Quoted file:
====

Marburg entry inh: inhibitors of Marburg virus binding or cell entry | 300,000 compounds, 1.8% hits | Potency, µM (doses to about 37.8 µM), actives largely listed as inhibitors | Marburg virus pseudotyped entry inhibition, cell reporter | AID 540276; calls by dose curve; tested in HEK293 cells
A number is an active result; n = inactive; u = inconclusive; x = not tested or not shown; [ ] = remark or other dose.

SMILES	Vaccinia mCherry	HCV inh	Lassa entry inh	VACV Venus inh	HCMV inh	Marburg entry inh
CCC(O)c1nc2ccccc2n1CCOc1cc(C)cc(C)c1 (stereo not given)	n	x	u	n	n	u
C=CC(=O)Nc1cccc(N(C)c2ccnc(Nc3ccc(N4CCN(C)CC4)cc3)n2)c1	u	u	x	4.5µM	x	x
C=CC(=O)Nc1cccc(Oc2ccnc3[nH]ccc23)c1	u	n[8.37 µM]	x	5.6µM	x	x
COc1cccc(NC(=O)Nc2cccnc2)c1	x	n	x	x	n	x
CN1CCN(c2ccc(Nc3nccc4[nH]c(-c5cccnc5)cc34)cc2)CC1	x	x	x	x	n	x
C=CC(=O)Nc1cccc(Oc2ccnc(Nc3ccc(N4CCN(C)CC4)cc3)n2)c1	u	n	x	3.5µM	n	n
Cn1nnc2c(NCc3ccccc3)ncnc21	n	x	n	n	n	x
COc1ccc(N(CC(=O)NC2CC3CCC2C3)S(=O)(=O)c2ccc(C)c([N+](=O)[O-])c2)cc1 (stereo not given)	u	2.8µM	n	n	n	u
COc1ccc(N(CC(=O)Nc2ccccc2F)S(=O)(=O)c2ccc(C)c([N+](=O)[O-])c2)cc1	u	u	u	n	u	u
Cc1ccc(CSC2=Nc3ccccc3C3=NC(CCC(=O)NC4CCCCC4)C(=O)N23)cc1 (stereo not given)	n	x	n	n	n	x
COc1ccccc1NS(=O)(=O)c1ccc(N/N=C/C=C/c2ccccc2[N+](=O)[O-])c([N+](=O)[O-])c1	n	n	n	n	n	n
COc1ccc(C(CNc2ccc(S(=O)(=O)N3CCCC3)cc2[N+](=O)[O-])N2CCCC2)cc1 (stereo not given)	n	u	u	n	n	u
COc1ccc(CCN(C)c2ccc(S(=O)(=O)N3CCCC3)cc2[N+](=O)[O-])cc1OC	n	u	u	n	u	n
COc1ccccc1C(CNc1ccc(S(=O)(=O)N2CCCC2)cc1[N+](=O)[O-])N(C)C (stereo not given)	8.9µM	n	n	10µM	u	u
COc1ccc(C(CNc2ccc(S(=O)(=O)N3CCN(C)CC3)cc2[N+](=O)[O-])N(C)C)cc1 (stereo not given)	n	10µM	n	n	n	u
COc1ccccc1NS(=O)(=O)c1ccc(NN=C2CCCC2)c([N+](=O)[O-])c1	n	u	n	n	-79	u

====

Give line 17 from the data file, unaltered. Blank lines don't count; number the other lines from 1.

COc1ccccc1C(CNc1ccc(S(=O)(=O)N2CCCC2)cc1[N+](=O)[O-])N(C)C (stereo not given)	8.9µM	n	n	10µM	u	u